Tell me about your career. How did you get interested in journalism? Did you always want to be a writer?
I was always interested in journalism. When I was about six, I remember asking my mum about the differences between all the different newspapers. She then bought half a dozen, and we made a spreadsheet to compare them, so that I could contrast broadsheets and tabloids, and so on.
I got my break through editing my student newspaper at university. At the time, The Guardian ran a student media award scheme, and I won one of those awards in 2009. The prize was a paid internship at the Guardian, which I did during the holidays in the final year of my degree. That then led to a freelance contract on the Guardian features desk. I was very lucky.
What drew you to reporting about foreign politics?
After a while on the features desk, I wanted to learn different skills — so I started applying for jobs on the news desk, both in Britain and overseas. Eventually I got lucky again, and landed the post of Egypt Correspondent, based in Cairo. I soon found myself covering the Egyptian counter-revolution, and the violence that followed. A couple of years later, this led to a new role covering migration — just as the European refugee crisis began.
Why did you decide to move from the Guardian to the New York Times? How is your job different now?
I love the Guardian and am deeply grateful for all the many opportunities my former colleagues gave me. But I didn’t want to risk falling into a comfort zone — and joining the New York Times allows me to keep on learning at another extraordinary journalistic institution.
My job is quite different now. Before, I had a fixed beat — covering Egyptian politics and culture, for example, or the European refugee crisis. Now my brief is quite open-ended, and I am more focused on longterm projects rather than breaking news.
Why do you think it’s important for young readers to take an interest in and be informed about foreign politics?
Now more than ever, our lives in Britain are defined by what’s happening outside Britain’s borders — by negotiations in Brussels between the British government and the European Union. By what President Trump says and does in Washington. By wars in the Middle East that have sent thousands of refugees to Europe, and in some cases to Britain. If you want to understand what’s happening at home, you have to know what’s happening abroad.
What stays consistent in how you find and report stories, even when you are traveling around the world?
Wherever you work, and whatever you write about, you’ve always got to talk to as many people as possible, and read as much about your chosen subject as you can. The more you research, the more interviews you do, the more you read, the better your article, and the better your reporting.
Do you have a lot of freedom in choosing what topics and places you’re reporting about? How do you choose?
It’s a mixture of my ideas and those of my bosses. My series on Hungary, which you ask about in the next question, was initially my suggestion. Whereas it was my editors who suggested sending me to Catalonia last year. And of course, ultimately I do nothing without the agreement and input of the editors.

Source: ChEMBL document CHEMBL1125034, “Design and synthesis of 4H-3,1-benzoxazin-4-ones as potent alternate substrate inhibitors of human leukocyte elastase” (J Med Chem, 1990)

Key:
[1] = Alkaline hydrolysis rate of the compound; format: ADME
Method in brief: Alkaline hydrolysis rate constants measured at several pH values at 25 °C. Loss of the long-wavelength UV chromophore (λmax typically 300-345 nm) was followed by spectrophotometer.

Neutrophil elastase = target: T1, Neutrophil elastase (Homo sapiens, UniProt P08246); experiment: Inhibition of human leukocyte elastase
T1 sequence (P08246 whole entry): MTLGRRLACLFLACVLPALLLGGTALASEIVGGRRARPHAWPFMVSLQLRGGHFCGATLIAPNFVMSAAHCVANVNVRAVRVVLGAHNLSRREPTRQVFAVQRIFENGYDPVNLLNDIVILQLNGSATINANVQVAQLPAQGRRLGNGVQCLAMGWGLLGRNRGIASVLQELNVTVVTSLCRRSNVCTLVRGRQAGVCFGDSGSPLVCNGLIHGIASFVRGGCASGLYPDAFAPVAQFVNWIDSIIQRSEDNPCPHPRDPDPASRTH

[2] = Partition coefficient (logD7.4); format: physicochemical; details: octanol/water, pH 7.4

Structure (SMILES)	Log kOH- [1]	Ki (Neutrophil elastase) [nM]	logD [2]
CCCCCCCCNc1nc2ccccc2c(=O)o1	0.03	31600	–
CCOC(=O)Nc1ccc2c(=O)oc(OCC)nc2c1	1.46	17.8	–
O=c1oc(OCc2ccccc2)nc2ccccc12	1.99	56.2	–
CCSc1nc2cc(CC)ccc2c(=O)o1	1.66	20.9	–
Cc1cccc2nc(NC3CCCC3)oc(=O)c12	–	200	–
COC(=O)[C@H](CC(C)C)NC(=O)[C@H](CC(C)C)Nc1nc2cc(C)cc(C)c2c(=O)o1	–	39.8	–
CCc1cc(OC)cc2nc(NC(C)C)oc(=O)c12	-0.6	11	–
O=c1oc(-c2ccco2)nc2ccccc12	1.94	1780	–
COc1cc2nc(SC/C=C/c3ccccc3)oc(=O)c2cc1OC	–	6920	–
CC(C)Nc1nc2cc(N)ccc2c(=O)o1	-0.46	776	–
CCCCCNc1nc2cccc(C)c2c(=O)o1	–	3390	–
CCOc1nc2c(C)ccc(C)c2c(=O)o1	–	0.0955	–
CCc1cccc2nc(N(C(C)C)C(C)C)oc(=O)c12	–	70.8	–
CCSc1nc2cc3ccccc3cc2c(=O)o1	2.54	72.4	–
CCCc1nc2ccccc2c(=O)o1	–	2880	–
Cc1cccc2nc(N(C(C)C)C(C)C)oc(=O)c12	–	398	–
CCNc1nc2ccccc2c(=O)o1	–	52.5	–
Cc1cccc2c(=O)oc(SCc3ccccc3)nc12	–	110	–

Your recent reporting has focused a lot on Hungary, particularly Prime Minister Viktor Orban. Why Hungary?
A small country like Hungary might not seem like a natural focus for my reporting. But what’s been happening there under Viktor Orban deserves great attention, because it shows how a consolidated democracy can be eroded within a very short space of time. At a time when many liberals fear what might happen if an authoritarian far-right leader came to power in the West, Viktor Orban in Hungary shows what is already possible. By challenging the independence of the judiciary, changing the voting system, and infringing on press freedom, he’s created a template for other illiberal Western leaders to follow in the future.
What is your primary goal when you’re writing a story? What kind of impact do you want to make with your work?
I hope most of my work either holds people to account, or shines a light on issues that readers didn’t previously know about, or provides a historical record of events that will allow future generations to better understand what we are doing right and wrong in the present. You can’t always do all or even any of these things. But they’re good goals to aim for.
How has social media changed your job? Do you think it’s important?
I became a professional journalist in 2010, when social media was already a big part of journalism. So it’s always been a feature of my work. It’s useful because stories break faster on Twitter than they do on news websites, so it’s a good way of keeping track of what’s going on in the world. It also helps you to connect to potential sources, to interact with readers, to promote your work, and to live-tweet about events you’re witnessing in the field. That said, it can be a time-waster, and some of the discussion on there is toxic. So these days I try to limit my time on Twitter and Facebook.
Verge is focused on informing young, student readers. Why do you think young people should take an interest in journalism, and more broadly, why is it important for them to stay informed?
If you don’t understand the political and economic forces that are affecting your life, you can’t make informed choices about how to lead your life. And to get the information that helps you to understand all this, you need to be reading and watching the work of professional journalists — people trained and paid to uncover that information.